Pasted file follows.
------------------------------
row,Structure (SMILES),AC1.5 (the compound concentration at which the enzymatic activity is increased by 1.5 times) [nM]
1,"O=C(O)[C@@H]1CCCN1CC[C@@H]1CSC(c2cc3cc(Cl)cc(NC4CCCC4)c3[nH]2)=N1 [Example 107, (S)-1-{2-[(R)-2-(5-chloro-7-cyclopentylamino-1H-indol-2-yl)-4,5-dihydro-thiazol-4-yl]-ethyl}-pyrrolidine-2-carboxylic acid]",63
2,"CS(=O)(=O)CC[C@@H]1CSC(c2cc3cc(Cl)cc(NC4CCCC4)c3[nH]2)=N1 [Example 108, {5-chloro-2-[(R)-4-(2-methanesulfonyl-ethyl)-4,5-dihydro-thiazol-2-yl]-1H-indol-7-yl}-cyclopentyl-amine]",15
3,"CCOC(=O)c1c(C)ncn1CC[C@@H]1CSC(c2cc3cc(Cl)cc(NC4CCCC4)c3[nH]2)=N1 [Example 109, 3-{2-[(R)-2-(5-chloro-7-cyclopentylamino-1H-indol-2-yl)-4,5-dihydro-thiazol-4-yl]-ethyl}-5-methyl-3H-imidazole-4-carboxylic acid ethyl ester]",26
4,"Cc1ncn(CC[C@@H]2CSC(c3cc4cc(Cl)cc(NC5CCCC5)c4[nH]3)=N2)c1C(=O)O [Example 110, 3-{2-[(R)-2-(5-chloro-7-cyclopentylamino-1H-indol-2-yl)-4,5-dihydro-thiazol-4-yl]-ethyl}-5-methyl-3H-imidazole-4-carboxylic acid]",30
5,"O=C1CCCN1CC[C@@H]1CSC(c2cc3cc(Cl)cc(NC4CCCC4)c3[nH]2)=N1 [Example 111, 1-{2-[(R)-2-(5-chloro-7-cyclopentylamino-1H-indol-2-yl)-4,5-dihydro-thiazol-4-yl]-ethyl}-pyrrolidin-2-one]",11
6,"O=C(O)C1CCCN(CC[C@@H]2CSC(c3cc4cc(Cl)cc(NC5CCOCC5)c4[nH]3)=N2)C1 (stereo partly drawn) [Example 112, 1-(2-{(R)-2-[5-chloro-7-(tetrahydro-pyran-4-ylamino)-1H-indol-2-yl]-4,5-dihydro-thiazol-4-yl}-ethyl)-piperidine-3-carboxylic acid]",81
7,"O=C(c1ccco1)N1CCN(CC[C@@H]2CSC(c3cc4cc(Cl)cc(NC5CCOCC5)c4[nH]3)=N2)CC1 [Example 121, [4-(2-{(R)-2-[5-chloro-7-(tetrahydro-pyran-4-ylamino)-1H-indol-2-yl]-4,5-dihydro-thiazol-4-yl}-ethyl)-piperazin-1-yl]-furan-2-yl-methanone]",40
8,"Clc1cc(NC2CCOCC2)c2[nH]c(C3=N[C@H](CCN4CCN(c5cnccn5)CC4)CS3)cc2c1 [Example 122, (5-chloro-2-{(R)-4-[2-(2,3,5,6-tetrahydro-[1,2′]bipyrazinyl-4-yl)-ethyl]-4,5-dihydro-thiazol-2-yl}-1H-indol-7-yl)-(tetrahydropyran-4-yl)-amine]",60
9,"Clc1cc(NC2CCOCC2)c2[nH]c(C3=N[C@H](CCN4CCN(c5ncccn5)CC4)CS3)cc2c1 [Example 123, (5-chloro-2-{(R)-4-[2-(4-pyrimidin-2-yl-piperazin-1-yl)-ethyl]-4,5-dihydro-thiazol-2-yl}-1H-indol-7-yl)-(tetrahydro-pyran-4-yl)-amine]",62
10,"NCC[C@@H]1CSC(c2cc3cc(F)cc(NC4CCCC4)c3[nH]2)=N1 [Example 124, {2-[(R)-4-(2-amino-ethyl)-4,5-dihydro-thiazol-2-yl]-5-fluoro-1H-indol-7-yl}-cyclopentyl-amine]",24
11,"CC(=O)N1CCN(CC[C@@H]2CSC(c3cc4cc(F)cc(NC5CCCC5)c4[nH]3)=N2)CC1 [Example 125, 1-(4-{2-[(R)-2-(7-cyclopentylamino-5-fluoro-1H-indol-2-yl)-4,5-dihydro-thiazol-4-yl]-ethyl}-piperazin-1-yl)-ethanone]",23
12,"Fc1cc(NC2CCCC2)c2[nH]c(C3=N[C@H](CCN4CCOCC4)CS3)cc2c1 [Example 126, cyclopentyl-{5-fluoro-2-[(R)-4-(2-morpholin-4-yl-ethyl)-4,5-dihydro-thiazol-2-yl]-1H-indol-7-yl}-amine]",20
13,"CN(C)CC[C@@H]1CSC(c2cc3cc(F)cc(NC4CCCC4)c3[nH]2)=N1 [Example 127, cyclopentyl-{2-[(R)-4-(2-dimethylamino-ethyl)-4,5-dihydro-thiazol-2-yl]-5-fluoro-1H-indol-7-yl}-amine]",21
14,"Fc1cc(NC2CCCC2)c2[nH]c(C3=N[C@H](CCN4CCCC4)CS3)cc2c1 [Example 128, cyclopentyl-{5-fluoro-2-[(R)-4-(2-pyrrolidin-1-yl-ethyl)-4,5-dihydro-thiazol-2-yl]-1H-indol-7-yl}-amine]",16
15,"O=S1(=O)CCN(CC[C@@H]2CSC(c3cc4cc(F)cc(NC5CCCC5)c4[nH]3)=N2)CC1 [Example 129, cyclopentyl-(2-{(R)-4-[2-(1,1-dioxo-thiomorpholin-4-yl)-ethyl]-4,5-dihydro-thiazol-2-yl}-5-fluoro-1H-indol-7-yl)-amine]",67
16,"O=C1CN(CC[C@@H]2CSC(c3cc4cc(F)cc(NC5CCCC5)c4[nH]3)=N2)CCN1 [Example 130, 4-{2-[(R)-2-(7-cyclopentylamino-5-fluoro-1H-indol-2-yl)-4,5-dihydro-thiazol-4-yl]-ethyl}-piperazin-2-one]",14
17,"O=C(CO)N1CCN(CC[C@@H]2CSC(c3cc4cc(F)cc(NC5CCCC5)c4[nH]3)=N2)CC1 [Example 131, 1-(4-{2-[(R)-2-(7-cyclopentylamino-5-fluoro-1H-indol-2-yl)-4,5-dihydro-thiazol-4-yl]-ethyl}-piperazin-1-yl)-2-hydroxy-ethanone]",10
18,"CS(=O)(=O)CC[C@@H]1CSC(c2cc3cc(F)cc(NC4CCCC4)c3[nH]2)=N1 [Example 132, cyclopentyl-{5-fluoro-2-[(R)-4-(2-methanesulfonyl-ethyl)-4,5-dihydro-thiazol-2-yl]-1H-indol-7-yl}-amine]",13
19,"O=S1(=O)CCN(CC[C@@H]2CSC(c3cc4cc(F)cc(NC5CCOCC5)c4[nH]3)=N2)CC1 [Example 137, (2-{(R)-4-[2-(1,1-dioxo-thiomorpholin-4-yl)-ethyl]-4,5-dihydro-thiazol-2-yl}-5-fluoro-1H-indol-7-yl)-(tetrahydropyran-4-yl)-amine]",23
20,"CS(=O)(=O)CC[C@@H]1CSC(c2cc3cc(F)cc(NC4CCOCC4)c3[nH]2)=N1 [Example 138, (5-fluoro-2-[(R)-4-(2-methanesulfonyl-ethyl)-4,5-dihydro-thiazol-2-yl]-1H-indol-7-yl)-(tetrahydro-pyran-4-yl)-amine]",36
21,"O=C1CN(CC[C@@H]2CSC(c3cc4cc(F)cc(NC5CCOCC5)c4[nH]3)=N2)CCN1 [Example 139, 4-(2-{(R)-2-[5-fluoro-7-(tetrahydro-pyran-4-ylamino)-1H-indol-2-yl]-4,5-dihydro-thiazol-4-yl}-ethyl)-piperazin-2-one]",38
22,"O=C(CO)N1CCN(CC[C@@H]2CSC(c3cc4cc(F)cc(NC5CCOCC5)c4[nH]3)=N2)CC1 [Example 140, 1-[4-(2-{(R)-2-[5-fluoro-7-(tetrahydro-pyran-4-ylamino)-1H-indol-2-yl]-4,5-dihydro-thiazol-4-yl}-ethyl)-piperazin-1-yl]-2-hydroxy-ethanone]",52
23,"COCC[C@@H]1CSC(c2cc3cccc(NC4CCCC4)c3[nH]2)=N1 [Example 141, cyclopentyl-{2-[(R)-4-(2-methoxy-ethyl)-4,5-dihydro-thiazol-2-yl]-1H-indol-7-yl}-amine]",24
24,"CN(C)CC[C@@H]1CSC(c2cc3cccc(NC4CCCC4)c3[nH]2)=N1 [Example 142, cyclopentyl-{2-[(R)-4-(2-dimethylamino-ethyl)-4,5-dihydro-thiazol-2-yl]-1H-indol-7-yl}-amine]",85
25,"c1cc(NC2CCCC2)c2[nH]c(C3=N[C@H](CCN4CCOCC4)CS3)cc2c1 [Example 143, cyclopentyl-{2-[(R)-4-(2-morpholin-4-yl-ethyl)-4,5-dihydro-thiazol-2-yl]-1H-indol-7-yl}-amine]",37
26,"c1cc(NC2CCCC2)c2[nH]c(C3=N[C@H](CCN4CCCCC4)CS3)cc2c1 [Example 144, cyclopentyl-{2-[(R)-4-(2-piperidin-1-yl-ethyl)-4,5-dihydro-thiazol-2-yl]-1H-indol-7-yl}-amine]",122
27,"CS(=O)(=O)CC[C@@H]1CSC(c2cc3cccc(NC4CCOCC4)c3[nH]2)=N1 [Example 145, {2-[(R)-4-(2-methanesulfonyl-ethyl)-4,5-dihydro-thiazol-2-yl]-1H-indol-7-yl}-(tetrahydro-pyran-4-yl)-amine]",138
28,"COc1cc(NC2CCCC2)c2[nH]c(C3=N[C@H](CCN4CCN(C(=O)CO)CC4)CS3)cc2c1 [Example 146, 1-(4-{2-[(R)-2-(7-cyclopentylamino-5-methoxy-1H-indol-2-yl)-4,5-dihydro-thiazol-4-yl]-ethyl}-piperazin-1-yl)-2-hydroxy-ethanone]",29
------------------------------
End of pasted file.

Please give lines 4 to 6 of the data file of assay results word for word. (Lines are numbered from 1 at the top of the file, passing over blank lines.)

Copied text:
3,"CCOC(=O)c1c(C)ncn1CC[C@@H]1CSC(c2cc3cc(Cl)cc(NC4CCCC4)c3[nH]2)=N1 [Example 109, 3-{2-[(R)-2-(5-chloro-7-cyclopentylamino-1H-indol-2-yl)-4,5-dihydro-thiazol-4-yl]-ethyl}-5-methyl-3H-imidazole-4-carboxylic acid ethyl ester]",26
4,"Cc1ncn(CC[C@@H]2CSC(c3cc4cc(Cl)cc(NC5CCCC5)c4[nH]3)=N2)c1C(=O)O [Example 110, 3-{2-[(R)-2-(5-chloro-7-cyclopentylamino-1H-indol-2-yl)-4,5-dihydro-thiazol-4-yl]-ethyl}-5-methyl-3H-imidazole-4-carboxylic acid]",30
5,"O=C1CCCN1CC[C@@H]1CSC(c2cc3cc(Cl)cc(NC4CCCC4)c3[nH]2)=N1 [Example 111, 1-{2-[(R)-2-(5-chloro-7-cyclopentylamino-1H-indol-2-yl)-4,5-dihydro-thiazol-4-yl]-ethyl}-pyrrolidin-2-one]",11